What now, then?
I don’t think I’ll be using Foundation or Bootstrap as an entire framework again, but my experimentation was not in vain. I’ve gained useful code snippets and entirely new techniques for writing CSS. First, I absolutely love working with a fluid grid. Almost everything I build now is responsive, so the grid gives me an extremely solid base for that kind of structure. (Bonus: It’s also given the designers I work with a nice starting point for designs and keeps things consistent across mockups.) The code for Foundation’s fluid grid stands perfectly well on its own and I’ve had no trouble including it in my own CSS on recent projects.
Additionally, frameworks and pre-processors introduced me to the notion of OOCSS (Object Oriented CSS), pioneered by Nicole Sullivan. There’s lots to read up on here, but in short, OOCSS breaks your styles down into reusable patterns that can be combined for ultimate scalability. The quintessential OOCSS example is the media object. Read it. Use it. Chris Epstein also has a fantastic presentation with practical examples on how to break up your styles into objects. I think I had a foggy vision of this in my early attempts at abstraction, so I’m happy to have come across a practical strategy for it.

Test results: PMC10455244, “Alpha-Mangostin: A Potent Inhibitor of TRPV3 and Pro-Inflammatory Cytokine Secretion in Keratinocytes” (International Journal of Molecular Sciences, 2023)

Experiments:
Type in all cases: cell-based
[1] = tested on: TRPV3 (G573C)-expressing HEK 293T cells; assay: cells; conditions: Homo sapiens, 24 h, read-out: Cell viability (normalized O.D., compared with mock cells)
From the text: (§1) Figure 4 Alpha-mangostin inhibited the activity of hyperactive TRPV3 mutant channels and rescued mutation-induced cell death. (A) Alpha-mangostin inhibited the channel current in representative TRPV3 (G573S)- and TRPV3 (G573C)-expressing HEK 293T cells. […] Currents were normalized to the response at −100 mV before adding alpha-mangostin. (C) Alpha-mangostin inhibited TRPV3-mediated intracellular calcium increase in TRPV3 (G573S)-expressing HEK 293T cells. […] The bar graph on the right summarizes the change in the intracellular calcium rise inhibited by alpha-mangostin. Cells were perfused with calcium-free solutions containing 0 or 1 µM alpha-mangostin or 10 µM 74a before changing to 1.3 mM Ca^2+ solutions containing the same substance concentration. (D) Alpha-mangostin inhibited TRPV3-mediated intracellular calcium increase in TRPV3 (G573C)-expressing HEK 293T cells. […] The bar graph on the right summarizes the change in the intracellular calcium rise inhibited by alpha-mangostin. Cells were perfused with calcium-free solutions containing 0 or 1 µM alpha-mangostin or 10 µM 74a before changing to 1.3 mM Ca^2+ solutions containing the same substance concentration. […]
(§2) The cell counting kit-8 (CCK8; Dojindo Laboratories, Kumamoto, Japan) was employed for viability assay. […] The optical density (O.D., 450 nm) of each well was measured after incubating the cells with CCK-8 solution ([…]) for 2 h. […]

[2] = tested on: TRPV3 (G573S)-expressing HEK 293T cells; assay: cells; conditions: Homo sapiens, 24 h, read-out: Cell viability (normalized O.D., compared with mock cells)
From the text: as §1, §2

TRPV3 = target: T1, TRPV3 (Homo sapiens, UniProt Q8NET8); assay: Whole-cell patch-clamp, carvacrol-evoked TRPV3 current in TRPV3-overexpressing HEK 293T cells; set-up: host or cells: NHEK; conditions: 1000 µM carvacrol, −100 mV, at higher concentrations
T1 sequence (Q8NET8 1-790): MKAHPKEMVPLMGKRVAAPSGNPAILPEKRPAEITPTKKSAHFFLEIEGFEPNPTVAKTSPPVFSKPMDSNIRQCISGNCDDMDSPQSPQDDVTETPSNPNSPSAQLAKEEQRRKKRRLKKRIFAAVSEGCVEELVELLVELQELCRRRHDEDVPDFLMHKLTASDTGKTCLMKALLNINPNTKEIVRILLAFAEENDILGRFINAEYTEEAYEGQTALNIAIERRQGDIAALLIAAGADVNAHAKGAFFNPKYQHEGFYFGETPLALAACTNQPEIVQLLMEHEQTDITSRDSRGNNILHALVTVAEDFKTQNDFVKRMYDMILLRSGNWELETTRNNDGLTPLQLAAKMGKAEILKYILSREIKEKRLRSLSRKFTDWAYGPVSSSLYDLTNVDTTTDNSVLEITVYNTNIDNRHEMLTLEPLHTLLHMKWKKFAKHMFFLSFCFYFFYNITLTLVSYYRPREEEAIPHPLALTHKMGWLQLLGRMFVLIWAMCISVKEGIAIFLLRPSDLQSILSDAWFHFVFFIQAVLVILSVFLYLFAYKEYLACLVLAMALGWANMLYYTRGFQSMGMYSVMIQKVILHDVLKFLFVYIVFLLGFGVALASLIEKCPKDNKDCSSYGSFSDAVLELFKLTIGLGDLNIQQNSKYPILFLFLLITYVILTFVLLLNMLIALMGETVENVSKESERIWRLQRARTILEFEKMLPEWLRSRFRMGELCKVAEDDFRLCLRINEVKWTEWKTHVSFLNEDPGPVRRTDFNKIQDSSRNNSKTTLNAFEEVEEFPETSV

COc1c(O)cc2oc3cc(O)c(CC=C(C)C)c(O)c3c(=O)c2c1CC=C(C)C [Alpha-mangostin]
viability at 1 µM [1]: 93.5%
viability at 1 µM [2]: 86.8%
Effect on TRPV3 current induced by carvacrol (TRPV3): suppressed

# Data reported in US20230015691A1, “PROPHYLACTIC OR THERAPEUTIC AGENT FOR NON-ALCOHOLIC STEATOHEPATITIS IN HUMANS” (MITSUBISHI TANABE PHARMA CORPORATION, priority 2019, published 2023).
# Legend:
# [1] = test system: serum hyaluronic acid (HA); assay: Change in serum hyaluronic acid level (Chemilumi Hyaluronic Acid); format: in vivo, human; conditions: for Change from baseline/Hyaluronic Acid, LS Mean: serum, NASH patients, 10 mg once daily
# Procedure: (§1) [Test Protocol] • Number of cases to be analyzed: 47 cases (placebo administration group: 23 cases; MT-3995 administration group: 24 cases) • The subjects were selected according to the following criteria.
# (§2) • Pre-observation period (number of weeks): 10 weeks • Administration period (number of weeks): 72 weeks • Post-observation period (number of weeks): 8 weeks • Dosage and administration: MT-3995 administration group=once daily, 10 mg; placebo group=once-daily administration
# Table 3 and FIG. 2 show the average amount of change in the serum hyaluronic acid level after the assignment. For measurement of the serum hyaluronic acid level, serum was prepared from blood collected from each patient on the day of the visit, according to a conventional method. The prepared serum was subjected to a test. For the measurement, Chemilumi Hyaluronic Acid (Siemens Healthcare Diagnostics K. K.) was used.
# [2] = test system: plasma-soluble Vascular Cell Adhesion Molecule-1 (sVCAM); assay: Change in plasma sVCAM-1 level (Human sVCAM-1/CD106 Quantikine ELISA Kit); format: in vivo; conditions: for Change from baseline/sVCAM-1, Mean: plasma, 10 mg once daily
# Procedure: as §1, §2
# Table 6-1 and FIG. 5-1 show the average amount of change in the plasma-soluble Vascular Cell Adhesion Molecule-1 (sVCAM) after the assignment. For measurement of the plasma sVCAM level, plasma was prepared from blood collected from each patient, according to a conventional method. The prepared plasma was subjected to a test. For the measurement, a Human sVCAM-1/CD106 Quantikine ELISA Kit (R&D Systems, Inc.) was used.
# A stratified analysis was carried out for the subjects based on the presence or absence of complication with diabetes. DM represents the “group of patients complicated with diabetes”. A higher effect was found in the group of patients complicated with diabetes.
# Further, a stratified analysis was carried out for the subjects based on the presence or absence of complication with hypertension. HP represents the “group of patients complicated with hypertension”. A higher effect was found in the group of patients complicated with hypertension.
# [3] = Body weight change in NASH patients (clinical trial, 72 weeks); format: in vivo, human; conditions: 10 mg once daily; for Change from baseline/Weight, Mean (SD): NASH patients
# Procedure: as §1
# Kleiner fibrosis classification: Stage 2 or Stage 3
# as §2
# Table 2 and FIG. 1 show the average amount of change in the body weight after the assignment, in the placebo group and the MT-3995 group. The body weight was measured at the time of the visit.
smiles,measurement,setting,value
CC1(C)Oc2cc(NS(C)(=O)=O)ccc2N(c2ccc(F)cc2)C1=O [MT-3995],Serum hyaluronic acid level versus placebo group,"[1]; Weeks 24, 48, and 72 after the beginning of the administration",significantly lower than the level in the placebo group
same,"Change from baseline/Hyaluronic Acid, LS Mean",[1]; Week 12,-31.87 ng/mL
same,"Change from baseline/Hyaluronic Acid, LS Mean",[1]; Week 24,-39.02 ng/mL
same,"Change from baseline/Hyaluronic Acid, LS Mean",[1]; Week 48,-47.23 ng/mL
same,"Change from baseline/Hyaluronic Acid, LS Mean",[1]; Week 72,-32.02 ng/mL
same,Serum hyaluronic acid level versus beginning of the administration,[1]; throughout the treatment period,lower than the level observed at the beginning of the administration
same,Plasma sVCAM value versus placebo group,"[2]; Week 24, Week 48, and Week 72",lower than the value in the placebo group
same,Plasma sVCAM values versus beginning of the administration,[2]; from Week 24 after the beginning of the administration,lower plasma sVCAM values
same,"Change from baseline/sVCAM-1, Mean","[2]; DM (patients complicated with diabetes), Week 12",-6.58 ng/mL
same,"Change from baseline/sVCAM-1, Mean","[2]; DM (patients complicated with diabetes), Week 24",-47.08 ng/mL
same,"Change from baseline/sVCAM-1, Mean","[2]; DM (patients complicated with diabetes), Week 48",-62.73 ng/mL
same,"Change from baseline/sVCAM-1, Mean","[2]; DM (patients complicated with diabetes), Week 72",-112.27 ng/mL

Again, this comes with a bit of a warning. Extreme abstraction might not be necessary in all cases. If a pattern only appears once or twice, the extra time invested in creating an object is probably not going to pay off. I also prefer to apply most of my objects using classes in the markup, rather than going overboard with SASS includes. While “classitis” is icky, I’ll take it over a bloated stylesheet any day. I’m still leaning heavily on SASS for variables and file organization, and mixins are still valuable for code that needs to be repeated (eg. @font-face declarations).
I’ve also gotten into the habit of creating style guides for my larger projects. They force you to be more organized with your code and document your work (both good habits) and they’ve been a hit with the team thus far; having a visual guide makes it much easier for another developer to step into the front-end code.
A few snippets from recent style guides:
Style Guide Samples
So that’s about where I’m at now. My next goal is to develop my own beautiful mini-Frankenstein of a framework encompassing all this. I’m liable to get frustrated and rearrange it all at any moment now, but I wouldn’t be in this game if I didn’t like being kept on my toes.
[Note: originally posted here]